The Best Companions For Your Angelfish – Angelfish Tank Mates

Rate this post

The angelfish is one of the most popular types of cichlids you can raise. Native to South America’s Amazon River Basin, this fish is commonly bred in captivity for the aquarium trade.

Why do people love angelfish so much? It’s simple. These fish are easy to care for and have fun personalities that make them the star of any fish tank. As members of the cichlid family, these fish can get extremely aggressive if they are housed with the wrong kinds of companions.

Therefore, it’s important that you do your research to figure out the best tankmates for your angelfish. These fish do great in planted tanks and are otherwise quite easygoing – don’t make the mistake of introducing the wrong tankmates for your angelfish!

Here are some of the best tankmates to consider when you are looking for good companions for your new angelfish.

Angelfish

1 Platies

Platies fish
Photo by Jessica MacDougall

Platies are some of the most popular community fish, and for good reason. The hardy fish rarely grows over two and a half inches in size and they’re easy to breed in home aquariums. With just a few platies, you can easily wind up with a dozen! They don’t require a ton of space, so you can keep them with any angelfish set-up. These easy-to-care-for fish are friendly and will get along well with your angelfish.

2 Guppies

Guppies
Photo by Geoff Holden

Guppies are, by and large, some of the most popular freshwater fish you can raise. Easy to keep and prolific breeders, these fish are excellent for novice fishkeepers. They also make great tankmates for your angelfish!

Guppies should be introduced to the angelfish when the angelfish are small and young. If you do things this way, your angelfish will recognize the guppies as other fish instead of as food. Keep an eye on the dynamics in your tank despite this, though, as angelfish can sometimes still go after young guppies.

Otherwise, guppies are easy to care for, adapting to a wide variety of tank environments from 66 to 84 degrees. They only grow to about two inches long.

3 Mollies

Shortfin Mollies

One of the other more popular fish species for the freshwater tank, this fish can live in saltwater aquariums, too! It gets along well with easygoing tank mates and can also tolerate more aggressive species. These fish come in a wide array of colors, sizes, and patterns – you won’t have a hard time finding the perfect one for your tank.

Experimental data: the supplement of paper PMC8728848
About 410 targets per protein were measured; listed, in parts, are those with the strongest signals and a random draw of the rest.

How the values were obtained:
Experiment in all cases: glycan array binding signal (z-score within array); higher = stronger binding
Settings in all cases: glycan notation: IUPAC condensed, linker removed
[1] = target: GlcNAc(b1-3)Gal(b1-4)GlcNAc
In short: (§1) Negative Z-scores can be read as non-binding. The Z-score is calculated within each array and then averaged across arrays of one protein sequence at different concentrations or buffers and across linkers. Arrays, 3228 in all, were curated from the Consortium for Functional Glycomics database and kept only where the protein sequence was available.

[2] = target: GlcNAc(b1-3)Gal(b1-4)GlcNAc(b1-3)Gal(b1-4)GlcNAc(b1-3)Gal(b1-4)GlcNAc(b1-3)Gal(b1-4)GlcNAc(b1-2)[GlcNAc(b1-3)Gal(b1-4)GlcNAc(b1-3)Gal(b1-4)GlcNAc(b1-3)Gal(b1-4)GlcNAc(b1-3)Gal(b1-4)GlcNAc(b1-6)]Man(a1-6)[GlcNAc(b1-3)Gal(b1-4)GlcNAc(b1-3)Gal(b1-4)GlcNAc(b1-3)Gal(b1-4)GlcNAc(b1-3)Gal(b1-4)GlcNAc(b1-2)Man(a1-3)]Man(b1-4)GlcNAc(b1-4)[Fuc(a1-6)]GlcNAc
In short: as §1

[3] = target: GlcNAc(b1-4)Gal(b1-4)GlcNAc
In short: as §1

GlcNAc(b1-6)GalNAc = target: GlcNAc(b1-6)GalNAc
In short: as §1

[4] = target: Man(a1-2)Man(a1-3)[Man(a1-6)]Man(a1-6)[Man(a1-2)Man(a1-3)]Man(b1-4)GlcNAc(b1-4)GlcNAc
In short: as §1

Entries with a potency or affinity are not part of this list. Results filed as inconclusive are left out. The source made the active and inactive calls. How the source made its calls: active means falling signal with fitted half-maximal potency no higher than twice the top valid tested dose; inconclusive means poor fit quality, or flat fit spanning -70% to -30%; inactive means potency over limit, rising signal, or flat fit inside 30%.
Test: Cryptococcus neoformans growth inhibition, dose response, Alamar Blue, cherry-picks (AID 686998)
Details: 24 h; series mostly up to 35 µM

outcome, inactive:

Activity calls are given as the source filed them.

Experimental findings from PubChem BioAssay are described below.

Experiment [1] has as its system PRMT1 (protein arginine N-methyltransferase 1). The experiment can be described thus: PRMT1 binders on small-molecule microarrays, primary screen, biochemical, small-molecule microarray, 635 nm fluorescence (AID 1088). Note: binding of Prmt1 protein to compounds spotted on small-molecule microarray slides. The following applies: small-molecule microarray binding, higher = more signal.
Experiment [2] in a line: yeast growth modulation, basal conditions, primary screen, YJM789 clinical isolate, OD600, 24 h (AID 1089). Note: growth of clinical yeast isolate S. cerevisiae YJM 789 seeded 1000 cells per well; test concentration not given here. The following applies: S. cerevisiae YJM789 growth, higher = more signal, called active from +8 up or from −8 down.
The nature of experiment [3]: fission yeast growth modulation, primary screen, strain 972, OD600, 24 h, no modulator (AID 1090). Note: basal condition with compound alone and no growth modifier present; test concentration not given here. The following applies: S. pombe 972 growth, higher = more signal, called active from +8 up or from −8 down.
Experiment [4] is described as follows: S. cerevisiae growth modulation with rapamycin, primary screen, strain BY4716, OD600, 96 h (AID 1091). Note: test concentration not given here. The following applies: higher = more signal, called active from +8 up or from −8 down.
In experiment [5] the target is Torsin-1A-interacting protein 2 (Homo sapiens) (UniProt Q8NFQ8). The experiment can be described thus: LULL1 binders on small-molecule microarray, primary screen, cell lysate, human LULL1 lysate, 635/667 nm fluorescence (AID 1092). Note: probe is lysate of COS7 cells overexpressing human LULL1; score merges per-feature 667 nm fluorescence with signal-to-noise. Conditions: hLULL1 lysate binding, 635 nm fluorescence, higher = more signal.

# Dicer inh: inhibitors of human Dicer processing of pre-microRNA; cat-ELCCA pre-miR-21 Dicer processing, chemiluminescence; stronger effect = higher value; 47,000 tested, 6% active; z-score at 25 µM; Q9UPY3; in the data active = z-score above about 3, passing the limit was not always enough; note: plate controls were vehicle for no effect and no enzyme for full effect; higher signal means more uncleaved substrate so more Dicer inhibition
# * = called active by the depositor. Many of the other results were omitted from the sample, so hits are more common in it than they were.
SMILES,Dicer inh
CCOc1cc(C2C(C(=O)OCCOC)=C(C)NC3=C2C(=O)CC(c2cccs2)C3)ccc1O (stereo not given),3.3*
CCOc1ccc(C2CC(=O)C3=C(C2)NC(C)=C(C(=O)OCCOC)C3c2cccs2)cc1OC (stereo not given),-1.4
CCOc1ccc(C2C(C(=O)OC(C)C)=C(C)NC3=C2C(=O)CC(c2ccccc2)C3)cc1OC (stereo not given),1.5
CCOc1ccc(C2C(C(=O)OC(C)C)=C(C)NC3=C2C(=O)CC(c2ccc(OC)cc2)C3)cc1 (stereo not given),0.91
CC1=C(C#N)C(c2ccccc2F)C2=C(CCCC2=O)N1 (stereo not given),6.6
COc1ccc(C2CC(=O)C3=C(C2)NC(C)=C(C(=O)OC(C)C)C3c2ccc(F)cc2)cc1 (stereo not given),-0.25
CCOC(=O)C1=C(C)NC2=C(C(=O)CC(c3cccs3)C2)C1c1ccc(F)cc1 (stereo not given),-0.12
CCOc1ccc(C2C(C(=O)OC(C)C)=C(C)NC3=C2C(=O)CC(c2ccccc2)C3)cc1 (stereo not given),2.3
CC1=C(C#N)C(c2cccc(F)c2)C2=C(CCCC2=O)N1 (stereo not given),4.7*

Mollies breed prolifically, but you likely won’t see any of the young fry in your angelfish tank. They tend to be eaten up by adult angelfish. However, if you want to raise mollies on your own, all you need to do is remove the pregnant female and put her in a separate tank to have her babies. Most mollies will grow to adult lengths of about three inches.

4 Dwarf Gourami

Dwarf Gourami
Photo by Bosscock_uk

There are many types of gouramis you can raise, but the Dwarf Gourami is one of the best if you plan on raising it with your angelfish. Native to Bangladesh, Pakistan, and INdia, this fish is a great companion for your angelfish – despite the fact that it lives on the other side of the globe. These fish are quite reserved and can tolerate most water conditions.

Dwarf Gouramis are excellent tankmates for angelfish because they are so calm. However, if you have an angelfish that is extremely territorial or aggressive in any way, you might need to be careful housing it with a dwarf gourami. Dwarf gouramis often get picked on by larger fish and allow themselves to be bullied – meaning a dwarf gourami might not always be the best choice.

Otherwise, these fish are easy to care for. They are small and only grow to about two inches in length.

5 German Blue Ram Cichlids

German Blue Ram Cichlids
Photo by Trent

The German Blue Ram Cichlid is another species of cichlid that will get along well with their cousin, the angelfish. Although this is a relatively uncommon fish in the aquarium trade, it is gaining popularity because of its ability to provide a gorgeous, sharp appearance to your tank.

This fish may look tough, but in reality, it’s a gentle giant. It is peaceful and lives easily with other non-aggressive tank mates. Known for its social nature and unique personality, this fish can be a bit tough to care for. You need to make sure your water quality is on point, s they are sensitive to high levels of nitrates and similar toxins. Test your water often, but otherwise know that blue rams are some of the best fish that you can raise with angelfish.

6 Kribensis Cichlids

Kribensis Cichlids